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Fleur de neige (2005)
par Lisa See
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At first I thought this would be yet another Chinese tragedy. It was but the voice was compelling and I thought the author did thorough research. The details were facinating and the fallibility of the narrator was belivable.
An emotionally disturbing novel about two young girls bound together as laotong, kindred sisters in the isolated world of Chinese women in the Hunan province. Brought together in early childhood after living through the trauma of footbinding, Lily and Snow Flower are declared laotong and go through much of their life together until a misunderstanding separates them. Told through the lens of an old woman, Lily tells the story of Snow Flower and beseeches the gods for forgiveness.
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Lily is haunted by memories--of who she once was, and of a person, long gone, who defined her existence. She has nothing but time now, as she recounts the tale of Snow Flower, and asks the gods for forgiveness. In nineteenth-century China, when wives and daughters were foot-bound and lived in almost total seclusion, the women in one remote Hunan county developed their own secret code for communication: nu shu ("women's writing"). They painted letters on fans, embroidered messages on handkerchiefs, and composed stories, thereby reaching out of their isolation to share their hopes, dreams, and accomplishments. With the arrival of a silk fan on which Snow Flower has composed for Lily a poem of introduction in nu shu, their friendship is sealed and they become "old sames" at the tender age of seven. As the years pass, through famine and rebellion, they reflect upon their arranged marriages, loneliness, and the joys and tragedies of motherhood. The two find solace, developing a bond that keeps their spirits alive. But when a misunderstanding arises, their lifelong friendship suddenly threatens to tear apart.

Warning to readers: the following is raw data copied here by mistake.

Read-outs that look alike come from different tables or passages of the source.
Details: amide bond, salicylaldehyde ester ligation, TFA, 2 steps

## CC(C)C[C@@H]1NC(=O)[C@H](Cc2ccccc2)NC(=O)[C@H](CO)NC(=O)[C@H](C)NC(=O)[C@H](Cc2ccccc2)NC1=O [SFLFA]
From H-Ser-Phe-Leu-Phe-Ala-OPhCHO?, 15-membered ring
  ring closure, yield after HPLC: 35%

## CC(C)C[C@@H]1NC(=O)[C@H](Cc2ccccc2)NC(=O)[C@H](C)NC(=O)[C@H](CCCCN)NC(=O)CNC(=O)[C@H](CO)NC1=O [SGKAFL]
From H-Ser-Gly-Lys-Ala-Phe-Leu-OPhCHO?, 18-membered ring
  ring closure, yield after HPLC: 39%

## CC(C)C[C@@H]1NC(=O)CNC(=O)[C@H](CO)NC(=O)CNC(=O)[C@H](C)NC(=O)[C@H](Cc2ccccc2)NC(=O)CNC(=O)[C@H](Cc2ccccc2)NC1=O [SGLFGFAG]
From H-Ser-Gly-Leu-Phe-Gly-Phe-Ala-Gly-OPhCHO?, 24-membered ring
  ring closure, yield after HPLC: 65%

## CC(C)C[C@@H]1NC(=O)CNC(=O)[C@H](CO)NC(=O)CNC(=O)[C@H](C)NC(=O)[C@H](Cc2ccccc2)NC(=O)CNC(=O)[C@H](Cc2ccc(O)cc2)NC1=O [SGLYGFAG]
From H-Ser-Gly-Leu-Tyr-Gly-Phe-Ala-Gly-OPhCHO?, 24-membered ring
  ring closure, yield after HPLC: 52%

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Classification décimale de Melvil (CDD)813.54 — Literature English (North America) American fiction 20th Century 1945-1999
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There are so many things about the Chinese culture of that era that I, an American woman born in the mid-twentieth century, can't begin to understand. The practice of foot-binding is prominent in this novel and I couldn't get past the sheer brutality of it. It was perpetuated on young girls by their own mothers. First of all it was excruciatingly painful. But even worse, some girls became crippled for life or even died, horribly, from infection. (Although I would argue that ALL these women were crippled; with all their toes except the big toe forcibly turned under the foot, with bones broken and forced to mend in grossly unnatural positions, walking was so painful that for the rest of their lives they were able to walk only short distances at a time.) How could a mother do that to her daughter? How could a society promote such a barbaric practice? How did it even get started, and how could such mutilation be viewed as beautiful and desirable??
Although I found the book very disturbing, I am glad I read it. Ms. See is an excellent storyteller and I am going to investigate her other works. ( )